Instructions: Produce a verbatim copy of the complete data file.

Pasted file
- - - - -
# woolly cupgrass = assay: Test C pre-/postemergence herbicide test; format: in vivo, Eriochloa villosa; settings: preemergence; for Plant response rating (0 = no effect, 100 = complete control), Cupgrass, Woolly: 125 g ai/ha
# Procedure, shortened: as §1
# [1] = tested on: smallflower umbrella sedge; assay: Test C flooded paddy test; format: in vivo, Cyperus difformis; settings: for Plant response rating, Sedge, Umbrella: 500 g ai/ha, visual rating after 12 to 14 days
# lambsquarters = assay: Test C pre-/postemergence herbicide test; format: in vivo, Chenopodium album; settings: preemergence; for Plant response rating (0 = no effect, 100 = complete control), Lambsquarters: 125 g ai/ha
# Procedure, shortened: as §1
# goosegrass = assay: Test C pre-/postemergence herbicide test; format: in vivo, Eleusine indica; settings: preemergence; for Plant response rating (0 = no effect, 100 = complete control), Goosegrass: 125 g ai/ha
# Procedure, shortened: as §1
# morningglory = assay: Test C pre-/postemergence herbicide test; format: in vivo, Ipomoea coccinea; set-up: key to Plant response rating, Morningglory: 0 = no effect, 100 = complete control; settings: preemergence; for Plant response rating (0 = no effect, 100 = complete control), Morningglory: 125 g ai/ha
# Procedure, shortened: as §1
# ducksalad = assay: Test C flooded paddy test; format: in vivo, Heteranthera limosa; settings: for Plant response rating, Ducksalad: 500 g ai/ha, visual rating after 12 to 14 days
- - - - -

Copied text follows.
# woolly cupgrass = assay: Test C pre-/postemergence herbicide test; format: in vivo, Eriochloa villosa; settings: preemergence; for Plant response rating (0 = no effect, 100 = complete control), Cupgrass, Woolly: 125 g ai/ha
# Procedure, shortened: as §1
# [1] = tested on: smallflower umbrella sedge; assay: Test C flooded paddy test; format: in vivo, Cyperus difformis; settings: for Plant response rating, Sedge, Umbrella: 500 g ai/ha, visual rating after 12 to 14 days
# lambsquarters = assay: Test C pre-/postemergence herbicide test; format: in vivo, Chenopodium album; settings: preemergence; for Plant response rating (0 = no effect, 100 = complete control), Lambsquarters: 125 g ai/ha
# Procedure, shortened: as §1
# goosegrass = assay: Test C pre-/postemergence herbicide test; format: in vivo, Eleusine indica; settings: preemergence; for Plant response rating (0 = no effect, 100 = complete control), Goosegrass: 125 g ai/ha
# Procedure, shortened: as §1
# morningglory = assay: Test C pre-/postemergence herbicide test; format: in vivo, Ipomoea coccinea; set-up: key to Plant response rating, Morningglory: 0 = no effect, 100 = complete control; settings: preemergence; for Plant response rating (0 = no effect, 100 = complete control), Morningglory: 125 g ai/ha
# Procedure, shortened: as §1
# ducksalad = assay: Test C flooded paddy test; format: in vivo, Heteranthera limosa; settings: for Plant response rating, Ducksalad: 500 g ai/ha, visual rating after 12 to 14 days